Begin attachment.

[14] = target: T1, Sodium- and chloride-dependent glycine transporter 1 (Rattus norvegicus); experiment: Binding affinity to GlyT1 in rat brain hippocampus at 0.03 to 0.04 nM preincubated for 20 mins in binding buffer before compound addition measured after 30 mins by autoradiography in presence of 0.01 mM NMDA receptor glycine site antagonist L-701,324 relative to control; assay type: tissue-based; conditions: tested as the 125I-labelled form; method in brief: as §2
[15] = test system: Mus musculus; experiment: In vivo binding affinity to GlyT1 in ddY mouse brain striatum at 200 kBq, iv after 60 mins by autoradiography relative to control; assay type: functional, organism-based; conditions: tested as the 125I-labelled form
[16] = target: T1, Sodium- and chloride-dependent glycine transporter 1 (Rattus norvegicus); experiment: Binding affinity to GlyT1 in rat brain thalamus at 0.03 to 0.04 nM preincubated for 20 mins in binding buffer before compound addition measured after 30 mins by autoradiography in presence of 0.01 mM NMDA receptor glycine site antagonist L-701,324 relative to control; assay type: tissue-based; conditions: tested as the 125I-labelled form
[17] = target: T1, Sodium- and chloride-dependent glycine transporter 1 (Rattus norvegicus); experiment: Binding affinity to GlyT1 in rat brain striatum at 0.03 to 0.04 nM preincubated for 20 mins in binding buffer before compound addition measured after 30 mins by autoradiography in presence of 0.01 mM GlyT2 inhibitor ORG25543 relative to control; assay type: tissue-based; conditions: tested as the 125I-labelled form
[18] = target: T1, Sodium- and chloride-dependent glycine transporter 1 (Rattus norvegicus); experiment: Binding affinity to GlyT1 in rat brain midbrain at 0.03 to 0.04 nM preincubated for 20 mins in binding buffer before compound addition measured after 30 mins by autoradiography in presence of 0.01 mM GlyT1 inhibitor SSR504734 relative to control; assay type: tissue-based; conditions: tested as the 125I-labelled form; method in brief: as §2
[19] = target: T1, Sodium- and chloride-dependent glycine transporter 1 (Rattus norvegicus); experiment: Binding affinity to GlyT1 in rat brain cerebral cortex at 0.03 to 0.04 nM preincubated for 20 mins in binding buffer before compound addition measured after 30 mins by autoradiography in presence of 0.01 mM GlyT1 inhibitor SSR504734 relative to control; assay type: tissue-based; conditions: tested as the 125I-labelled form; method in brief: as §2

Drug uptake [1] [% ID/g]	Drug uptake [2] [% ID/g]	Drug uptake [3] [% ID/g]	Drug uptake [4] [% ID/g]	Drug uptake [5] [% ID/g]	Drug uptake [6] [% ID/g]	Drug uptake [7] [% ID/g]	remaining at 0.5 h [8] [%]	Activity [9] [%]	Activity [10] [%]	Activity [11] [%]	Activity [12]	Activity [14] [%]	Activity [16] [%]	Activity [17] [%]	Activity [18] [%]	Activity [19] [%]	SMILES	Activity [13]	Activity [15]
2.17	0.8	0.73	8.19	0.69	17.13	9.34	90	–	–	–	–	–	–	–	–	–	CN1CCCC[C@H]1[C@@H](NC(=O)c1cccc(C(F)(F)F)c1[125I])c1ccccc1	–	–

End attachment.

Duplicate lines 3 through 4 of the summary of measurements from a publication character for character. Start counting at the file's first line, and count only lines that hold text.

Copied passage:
[16] = target: T1, Sodium- and chloride-dependent glycine transporter 1 (Rattus norvegicus); experiment: Binding affinity to GlyT1 in rat brain thalamus at 0.03 to 0.04 nM preincubated for 20 mins in binding buffer before compound addition measured after 30 mins by autoradiography in presence of 0.01 mM NMDA receptor glycine site antagonist L-701,324 relative to control; assay type: tissue-based; conditions: tested as the 125I-labelled form
[17] = target: T1, Sodium- and chloride-dependent glycine transporter 1 (Rattus norvegicus); experiment: Binding affinity to GlyT1 in rat brain striatum at 0.03 to 0.04 nM preincubated for 20 mins in binding buffer before compound addition measured after 30 mins by autoradiography in presence of 0.01 mM GlyT2 inhibitor ORG25543 relative to control; assay type: tissue-based; conditions: tested as the 125I-labelled form